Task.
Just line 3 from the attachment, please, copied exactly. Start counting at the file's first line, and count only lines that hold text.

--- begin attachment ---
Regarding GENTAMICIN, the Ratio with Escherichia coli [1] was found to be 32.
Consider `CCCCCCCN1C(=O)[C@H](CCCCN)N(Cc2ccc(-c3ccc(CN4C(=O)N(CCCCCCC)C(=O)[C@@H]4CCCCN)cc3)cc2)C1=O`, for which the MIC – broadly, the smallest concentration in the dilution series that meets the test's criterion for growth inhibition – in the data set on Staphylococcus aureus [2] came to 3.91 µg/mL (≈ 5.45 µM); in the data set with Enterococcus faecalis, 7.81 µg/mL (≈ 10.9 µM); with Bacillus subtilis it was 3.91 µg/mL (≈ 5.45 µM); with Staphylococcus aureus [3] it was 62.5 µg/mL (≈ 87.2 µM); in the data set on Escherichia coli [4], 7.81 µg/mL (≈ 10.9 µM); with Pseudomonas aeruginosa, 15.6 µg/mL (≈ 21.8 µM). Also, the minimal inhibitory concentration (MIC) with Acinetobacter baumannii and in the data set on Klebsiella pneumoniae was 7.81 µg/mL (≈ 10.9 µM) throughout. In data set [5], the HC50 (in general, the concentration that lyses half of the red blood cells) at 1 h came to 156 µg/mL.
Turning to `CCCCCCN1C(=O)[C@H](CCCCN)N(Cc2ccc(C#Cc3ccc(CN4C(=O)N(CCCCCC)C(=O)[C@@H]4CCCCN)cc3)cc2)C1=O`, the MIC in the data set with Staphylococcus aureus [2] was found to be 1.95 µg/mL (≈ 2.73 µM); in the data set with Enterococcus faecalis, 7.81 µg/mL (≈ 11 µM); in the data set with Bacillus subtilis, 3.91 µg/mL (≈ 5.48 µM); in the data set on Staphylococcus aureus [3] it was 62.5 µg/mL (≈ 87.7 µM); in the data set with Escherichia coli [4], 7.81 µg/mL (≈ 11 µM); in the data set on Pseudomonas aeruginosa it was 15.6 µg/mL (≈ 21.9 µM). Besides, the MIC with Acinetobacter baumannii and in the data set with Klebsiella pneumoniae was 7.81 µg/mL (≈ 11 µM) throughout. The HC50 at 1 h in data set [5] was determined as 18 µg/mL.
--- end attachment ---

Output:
Turning to `CCCCCCN1C(=O)[C@H](CCCCN)N(Cc2ccc(C#Cc3ccc(CN4C(=O)N(CCCCCC)C(=O)[C@@H]4CCCCN)cc3)cc2)C1=O`, the MIC in the data set with Staphylococcus aureus [2] was found to be 1.95 µg/mL (≈ 2.73 µM); in the data set with Enterococcus faecalis, 7.81 µg/mL (≈ 11 µM); in the data set with Bacillus subtilis, 3.91 µg/mL (≈ 5.48 µM); in the data set on Staphylococcus aureus [3] it was 62.5 µg/mL (≈ 87.7 µM); in the data set with Escherichia coli [4], 7.81 µg/mL (≈ 11 µM); in the data set on Pseudomonas aeruginosa it was 15.6 µg/mL (≈ 21.9 µM). Besides, the MIC with Acinetobacter baumannii and in the data set with Klebsiella pneumoniae was 7.81 µg/mL (≈ 11 µM) throughout. The HC50 at 1 h in data set [5] was determined as 18 µg/mL.